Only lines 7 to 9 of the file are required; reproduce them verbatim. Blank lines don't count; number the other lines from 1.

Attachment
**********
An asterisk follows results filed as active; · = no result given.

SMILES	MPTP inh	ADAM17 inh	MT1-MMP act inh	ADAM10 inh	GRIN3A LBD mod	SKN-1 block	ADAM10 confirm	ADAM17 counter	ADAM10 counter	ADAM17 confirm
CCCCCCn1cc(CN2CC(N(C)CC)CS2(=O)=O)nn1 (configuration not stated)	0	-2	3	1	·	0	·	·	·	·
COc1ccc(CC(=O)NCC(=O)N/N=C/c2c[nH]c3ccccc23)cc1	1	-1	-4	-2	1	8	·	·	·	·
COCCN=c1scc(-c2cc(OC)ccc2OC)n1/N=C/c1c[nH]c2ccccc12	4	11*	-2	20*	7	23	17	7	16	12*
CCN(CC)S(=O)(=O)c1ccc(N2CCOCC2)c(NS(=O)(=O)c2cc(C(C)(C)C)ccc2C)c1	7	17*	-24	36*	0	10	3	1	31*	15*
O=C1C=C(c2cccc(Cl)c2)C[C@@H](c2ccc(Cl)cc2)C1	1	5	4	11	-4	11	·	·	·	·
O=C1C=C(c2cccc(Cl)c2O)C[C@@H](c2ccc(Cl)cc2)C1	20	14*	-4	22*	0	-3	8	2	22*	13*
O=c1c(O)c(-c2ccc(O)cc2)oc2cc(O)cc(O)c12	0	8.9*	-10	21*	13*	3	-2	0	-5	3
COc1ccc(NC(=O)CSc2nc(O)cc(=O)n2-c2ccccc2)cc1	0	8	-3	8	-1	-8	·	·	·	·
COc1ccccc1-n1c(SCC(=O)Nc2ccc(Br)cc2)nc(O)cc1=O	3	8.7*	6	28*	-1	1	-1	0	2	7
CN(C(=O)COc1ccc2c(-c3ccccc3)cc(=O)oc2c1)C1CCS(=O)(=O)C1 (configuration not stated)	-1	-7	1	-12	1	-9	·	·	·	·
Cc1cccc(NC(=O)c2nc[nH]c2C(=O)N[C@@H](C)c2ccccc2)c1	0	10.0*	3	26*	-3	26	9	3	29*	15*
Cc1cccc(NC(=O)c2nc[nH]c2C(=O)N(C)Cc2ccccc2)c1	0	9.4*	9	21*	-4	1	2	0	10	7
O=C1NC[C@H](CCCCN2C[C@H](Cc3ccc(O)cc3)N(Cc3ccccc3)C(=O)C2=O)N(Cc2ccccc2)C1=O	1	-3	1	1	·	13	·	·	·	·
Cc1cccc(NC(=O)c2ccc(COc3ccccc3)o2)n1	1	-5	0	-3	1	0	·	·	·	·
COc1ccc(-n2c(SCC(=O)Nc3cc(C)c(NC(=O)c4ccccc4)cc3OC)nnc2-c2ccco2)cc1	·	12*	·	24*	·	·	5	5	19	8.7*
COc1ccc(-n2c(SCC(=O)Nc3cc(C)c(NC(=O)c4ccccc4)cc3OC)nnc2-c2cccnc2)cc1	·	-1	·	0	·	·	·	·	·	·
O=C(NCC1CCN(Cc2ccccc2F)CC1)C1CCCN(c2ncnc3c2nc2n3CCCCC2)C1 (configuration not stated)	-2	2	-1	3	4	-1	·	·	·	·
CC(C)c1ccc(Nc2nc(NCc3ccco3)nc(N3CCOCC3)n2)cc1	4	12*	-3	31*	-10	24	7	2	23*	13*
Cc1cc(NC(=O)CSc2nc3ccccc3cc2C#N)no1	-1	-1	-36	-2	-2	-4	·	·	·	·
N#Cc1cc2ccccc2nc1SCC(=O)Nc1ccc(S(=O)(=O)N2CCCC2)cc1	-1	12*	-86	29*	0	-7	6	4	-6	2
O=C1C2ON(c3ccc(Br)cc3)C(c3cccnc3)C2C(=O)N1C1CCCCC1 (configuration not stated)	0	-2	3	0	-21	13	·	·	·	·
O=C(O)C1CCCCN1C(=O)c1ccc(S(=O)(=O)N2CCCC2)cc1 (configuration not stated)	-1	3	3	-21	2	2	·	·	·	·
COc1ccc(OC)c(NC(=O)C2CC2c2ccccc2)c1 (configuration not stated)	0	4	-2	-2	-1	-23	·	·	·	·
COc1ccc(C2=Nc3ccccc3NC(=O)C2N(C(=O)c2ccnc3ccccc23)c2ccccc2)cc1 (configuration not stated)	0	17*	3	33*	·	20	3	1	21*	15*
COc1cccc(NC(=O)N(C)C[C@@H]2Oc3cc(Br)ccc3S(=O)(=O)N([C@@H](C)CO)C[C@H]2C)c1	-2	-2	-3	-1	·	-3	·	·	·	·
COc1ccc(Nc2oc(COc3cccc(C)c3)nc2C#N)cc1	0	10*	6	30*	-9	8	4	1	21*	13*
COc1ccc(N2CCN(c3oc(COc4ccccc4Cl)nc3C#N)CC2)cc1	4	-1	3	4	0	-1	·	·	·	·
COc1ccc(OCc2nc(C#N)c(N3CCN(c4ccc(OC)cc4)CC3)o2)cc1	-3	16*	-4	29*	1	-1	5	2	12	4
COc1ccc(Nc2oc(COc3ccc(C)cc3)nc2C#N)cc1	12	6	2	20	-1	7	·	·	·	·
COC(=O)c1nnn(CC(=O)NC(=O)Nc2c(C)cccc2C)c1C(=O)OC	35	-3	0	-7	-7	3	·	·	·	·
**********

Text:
O=C1C=C(c2cccc(Cl)c2)C[C@@H](c2ccc(Cl)cc2)C1	1	5	4	11	-4	11	·	·	·	·
O=C1C=C(c2cccc(Cl)c2O)C[C@@H](c2ccc(Cl)cc2)C1	20	14*	-4	22*	0	-3	8	2	22*	13*
O=c1c(O)c(-c2ccc(O)cc2)oc2cc(O)cc(O)c12	0	8.9*	-10	21*	13*	3	-2	0	-5	3